When Medicare Severity (MS-) DRGs came into effect in October 2007, hospitals discovered an unexpected clinical documentation gap that impacted their bottom line. While doctors traditionally write clinically-oriented notes that reflect and communicate their medical assessments and plans, the new features of MS-DRGs require a medical record with greater diagnostic specificity. The consequences of this gap have led to significant reimbursement issues and a potential loss of revenues.
In response, many hospitals have instituted Clinical Documentation Improvement (CDI) programs, and a new specialty emerged, the Clinical Documentation Specialist. These initiatives have traditionally been paper-based, and often prominently feature the use of a “sticky note” on the chart to alert the doctor to the need for a clarification or additional information. Tracking and reporting tools have been created to help manage and demonstrate the financial impact of the CDI program.
The young field of CDI is already evolving beyond its spreadsheet-driven roots. As fully electronic medical records become a reality, some CDI-supporting software programs have begun to offer a simple H7 feed for admission data and patient demographics. But, to comprehensively integrate fully into the electronic document environment, the software will also need to be able to send documents back to the EMR, receive and understand additional data feeds from laboratory results, medication lists and structured documents, and return structured data back (for example in the HL7 Clinical Document Architecture format). CDI focuses on improving the documentation in progress notes. Since these are more and more of these are being done electronically, CDI software should be able to directly create or feed progress notes as well as the electronic problem list.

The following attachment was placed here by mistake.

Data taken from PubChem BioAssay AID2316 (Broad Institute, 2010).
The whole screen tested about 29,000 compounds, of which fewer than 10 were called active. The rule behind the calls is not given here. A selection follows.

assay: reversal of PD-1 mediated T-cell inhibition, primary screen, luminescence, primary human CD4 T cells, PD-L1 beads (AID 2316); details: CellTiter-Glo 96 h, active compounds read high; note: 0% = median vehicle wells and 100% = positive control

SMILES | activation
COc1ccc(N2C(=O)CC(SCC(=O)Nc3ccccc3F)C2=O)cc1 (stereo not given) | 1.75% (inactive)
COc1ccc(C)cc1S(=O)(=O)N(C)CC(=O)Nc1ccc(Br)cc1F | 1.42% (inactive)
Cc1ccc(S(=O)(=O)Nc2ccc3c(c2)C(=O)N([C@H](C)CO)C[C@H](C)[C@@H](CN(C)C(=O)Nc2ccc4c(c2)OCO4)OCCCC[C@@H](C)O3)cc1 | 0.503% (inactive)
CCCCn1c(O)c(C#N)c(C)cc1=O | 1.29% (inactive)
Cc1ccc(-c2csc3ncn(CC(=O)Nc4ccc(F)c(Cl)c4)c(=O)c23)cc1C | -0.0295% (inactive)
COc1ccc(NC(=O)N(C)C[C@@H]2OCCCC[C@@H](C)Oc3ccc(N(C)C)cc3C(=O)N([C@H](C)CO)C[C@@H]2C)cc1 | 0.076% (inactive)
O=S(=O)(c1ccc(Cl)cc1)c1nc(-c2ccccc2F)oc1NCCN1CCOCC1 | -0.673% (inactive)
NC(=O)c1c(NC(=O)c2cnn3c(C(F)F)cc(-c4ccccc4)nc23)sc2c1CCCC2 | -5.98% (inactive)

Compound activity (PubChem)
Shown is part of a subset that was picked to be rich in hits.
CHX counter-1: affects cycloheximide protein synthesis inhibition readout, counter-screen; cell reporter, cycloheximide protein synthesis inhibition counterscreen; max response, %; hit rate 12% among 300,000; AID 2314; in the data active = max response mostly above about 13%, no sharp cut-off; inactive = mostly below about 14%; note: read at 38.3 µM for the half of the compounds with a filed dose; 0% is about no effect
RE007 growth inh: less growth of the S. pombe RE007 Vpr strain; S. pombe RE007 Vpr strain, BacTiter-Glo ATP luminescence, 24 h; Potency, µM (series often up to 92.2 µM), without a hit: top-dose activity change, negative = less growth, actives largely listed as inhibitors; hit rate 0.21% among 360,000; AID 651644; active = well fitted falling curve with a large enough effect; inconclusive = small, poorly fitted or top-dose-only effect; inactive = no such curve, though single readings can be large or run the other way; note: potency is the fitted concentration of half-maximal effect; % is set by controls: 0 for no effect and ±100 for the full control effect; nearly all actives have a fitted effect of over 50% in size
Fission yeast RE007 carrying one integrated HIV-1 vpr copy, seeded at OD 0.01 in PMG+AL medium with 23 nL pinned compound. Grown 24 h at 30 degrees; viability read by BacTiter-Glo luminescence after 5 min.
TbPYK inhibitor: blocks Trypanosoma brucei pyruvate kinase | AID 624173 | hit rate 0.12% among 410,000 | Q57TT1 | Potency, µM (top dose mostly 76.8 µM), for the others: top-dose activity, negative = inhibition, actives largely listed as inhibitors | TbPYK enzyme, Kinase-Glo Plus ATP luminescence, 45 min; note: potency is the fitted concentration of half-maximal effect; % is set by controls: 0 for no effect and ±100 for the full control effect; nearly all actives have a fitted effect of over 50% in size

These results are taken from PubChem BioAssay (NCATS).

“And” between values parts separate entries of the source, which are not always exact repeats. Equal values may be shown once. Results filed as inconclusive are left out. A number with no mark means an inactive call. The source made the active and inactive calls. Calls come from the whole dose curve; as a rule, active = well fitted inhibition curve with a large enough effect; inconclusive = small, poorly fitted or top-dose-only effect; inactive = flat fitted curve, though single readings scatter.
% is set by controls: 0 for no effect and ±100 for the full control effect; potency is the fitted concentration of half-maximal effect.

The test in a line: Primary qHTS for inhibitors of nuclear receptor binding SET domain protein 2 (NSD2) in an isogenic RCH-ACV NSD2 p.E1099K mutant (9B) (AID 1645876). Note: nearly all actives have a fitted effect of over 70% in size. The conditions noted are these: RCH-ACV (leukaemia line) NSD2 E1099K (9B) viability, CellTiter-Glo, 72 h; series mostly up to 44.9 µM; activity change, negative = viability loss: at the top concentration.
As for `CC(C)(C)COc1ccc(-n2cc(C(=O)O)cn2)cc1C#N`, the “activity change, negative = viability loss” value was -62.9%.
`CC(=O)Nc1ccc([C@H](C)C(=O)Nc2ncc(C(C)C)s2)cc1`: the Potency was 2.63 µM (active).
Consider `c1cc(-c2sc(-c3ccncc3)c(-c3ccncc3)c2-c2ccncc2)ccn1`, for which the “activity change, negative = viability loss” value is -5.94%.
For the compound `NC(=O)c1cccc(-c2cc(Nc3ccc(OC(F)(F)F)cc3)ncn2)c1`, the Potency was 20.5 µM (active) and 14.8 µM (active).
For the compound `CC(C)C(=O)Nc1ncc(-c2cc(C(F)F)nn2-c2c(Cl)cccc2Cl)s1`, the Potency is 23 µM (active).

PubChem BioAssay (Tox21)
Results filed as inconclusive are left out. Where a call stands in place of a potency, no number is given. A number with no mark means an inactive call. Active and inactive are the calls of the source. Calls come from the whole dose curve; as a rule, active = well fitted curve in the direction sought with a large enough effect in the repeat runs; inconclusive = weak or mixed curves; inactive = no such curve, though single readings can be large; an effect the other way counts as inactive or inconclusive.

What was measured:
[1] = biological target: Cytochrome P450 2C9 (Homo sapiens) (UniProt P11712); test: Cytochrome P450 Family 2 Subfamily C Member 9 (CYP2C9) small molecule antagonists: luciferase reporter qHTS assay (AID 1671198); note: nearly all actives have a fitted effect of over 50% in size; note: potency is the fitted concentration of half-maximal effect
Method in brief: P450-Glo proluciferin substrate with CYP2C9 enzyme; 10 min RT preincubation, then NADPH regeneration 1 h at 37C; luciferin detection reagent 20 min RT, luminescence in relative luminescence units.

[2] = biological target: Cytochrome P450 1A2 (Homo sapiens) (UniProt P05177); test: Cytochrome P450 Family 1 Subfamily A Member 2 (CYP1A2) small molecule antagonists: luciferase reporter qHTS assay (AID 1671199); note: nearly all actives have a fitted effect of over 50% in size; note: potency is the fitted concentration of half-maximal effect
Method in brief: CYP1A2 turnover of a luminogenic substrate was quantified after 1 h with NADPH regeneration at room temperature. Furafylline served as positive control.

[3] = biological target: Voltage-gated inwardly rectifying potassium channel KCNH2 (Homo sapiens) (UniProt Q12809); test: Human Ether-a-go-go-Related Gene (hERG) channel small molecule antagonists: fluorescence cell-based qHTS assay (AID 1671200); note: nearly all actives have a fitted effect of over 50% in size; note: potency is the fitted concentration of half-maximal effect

As if this was not a big enough challenge, there is now a growing recognition that CDI has a role beyond simple revenue enhancement. Accurate and complete physician documentation is needed as the foundation for accurate coding, and that in turn is essential for a wide variety of initiatives related to healthcare economics and reform. These include :
The growing attention being paid to Clinical Documentation has direct implications for Healthcare Information Technology planning and deployment. Rather than simply recreating what we already do today with notes and spreadsheets, the advanced use of existing and emerging technologies will be required to allow for totally new workflows, efficiencies, integration, reporting and analysis. This, in turn, will result in more complete and accurate documentation, and pave the way for continued improvement in the delivery of quality medical care.
Clinical Documentation Improvement is definitely not just about reimbursement any more!
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